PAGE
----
Join us on Saturday 4th June from 1pm - 3.30pm in the Mount Pavilion along the Esplanade, Fleetwood.
 

 

Heart of Glass

This month I was invited to develop and lead a session for Heart of Glass which has been programmed by artist and creative producer Claire Weetman and funded by ACE's Creative People and Places. Heart of Glass is a programme of creative activities in St Helens, Merseyside, which takes place in public spaces and community venues across the town. Claire has invited artists to respond to the locality, based on their own practice and interests.

I initially met Claire in St Mary's Market, in the local shopping centre in St Helens, where Heart of Glass have set up a creative base below Platform Studios, who occupy the former market offices. We spent some time talking about the programme, walking through the markets and also popped into St Helen's World of Glass museum.

I was immediately struck by the huge market windows overlooking the glass museum and, following my interest in colour, light and transparency, I decided to develop a session that would encourage participants and passers-by to respond to the window space.

As part of the session for young people and also a fortnightly family art club, participants were invited to work with a range of materials to create artworks that could be added to the windows or taken away. The installation grew as I worked alongside artist/producer Jacqui, assistant and promoter Ant, and some very enthusiastic children and young people who took a roll of electrical tape for a walk along the windows. It was lovely to see the layers of colours and lines appearing on the glass over the the outside views. We had a range of colourful, semi-transparent images, abstract designs, 3D forms (including post boxes!), paths, lines and kaleidoscopic images produced. Such a lovely venue and great people to work with.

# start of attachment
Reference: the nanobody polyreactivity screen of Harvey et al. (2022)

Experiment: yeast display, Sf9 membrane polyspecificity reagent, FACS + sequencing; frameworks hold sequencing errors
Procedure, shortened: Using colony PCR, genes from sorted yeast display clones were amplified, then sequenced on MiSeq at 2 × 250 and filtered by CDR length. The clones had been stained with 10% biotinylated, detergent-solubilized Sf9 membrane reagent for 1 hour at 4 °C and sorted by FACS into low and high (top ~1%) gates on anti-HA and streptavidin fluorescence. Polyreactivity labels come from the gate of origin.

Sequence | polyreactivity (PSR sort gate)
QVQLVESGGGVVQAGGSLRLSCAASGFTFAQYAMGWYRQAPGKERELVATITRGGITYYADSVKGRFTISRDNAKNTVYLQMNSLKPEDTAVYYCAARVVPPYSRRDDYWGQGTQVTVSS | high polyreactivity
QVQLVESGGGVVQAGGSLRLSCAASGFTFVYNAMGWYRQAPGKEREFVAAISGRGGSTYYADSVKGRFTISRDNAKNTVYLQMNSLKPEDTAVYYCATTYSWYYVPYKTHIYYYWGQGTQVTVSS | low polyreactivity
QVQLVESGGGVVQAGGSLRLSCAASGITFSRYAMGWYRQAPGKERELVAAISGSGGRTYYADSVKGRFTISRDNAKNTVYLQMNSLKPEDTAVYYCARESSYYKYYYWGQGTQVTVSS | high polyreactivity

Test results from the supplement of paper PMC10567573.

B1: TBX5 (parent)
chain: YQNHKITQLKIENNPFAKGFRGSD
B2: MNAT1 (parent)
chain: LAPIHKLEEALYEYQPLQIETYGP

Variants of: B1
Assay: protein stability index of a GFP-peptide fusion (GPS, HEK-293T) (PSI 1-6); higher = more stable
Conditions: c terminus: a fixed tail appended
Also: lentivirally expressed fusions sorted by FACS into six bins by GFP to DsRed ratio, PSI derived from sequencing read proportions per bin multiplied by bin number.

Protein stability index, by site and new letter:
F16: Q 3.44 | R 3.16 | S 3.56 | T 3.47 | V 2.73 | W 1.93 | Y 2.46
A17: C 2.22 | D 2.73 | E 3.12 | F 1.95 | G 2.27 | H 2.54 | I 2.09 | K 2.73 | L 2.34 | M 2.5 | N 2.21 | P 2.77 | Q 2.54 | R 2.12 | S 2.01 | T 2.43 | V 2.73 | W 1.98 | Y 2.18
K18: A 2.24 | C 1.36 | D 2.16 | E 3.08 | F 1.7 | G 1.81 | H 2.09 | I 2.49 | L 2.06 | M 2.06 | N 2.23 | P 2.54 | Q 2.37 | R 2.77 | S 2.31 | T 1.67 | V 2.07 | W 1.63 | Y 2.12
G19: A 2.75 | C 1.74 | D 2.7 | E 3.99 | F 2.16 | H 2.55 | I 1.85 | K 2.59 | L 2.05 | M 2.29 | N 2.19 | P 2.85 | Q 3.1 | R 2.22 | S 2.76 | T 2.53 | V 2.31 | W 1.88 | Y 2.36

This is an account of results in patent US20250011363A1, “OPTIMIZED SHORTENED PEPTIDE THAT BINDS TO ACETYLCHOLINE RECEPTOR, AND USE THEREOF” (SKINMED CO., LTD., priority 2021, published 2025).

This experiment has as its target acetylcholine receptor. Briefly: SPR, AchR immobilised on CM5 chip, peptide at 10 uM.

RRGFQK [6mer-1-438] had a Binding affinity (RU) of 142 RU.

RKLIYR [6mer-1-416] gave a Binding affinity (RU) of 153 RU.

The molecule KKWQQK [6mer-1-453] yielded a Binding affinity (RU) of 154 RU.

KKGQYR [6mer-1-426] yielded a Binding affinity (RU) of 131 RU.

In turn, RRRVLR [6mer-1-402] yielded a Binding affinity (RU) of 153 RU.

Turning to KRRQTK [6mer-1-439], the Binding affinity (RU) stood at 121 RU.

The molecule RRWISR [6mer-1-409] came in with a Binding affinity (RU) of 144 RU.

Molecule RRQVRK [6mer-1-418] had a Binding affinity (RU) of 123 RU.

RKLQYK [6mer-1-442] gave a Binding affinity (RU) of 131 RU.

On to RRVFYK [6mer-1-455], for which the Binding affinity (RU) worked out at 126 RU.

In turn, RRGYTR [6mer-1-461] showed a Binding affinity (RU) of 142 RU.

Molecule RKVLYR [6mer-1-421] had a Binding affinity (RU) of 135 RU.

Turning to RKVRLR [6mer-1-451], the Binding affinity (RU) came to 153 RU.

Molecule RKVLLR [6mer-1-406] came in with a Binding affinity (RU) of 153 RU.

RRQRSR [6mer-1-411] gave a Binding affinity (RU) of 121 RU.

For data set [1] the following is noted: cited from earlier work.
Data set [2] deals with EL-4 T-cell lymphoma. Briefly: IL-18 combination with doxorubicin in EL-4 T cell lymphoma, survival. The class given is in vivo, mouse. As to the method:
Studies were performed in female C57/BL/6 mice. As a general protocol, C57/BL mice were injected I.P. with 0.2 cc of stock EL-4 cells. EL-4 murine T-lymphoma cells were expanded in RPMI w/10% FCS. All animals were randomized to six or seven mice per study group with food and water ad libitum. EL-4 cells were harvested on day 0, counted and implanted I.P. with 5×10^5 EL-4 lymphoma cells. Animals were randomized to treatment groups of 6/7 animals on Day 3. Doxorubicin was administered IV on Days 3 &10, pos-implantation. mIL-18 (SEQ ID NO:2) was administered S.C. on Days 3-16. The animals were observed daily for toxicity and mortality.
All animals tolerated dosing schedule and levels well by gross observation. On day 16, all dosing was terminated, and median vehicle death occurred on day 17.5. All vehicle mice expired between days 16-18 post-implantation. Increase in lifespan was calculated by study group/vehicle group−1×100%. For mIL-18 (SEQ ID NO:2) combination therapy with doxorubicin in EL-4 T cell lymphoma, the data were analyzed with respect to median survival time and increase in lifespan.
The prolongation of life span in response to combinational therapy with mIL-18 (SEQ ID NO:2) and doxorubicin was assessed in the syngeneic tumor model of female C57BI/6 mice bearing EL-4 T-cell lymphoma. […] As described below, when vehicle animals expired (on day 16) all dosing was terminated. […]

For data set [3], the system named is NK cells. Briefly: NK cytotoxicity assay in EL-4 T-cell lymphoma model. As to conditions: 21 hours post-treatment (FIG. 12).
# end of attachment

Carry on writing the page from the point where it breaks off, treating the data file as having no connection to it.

Check out their flickr feed here!  

For the Love of Books!

 

In the age of iPads, iPhones and a multitude of other digital screen-oriented devices, the humble story book may be taking more of a backseat in some homes. Once introduced, young children become highly proficient tablet users in no time, familiar with all the taps, apps and swipes. On one hand, we can marvel at the swift manner in which children learn to skilfully operate such devices. Indeed, when using the right kinds of applications the tablet can become both a powerful and useful learning tool. On the other hand, and more worryingly, children remain more and more receptive and passive to the screen, which in turn has an impact on productive communication and language development.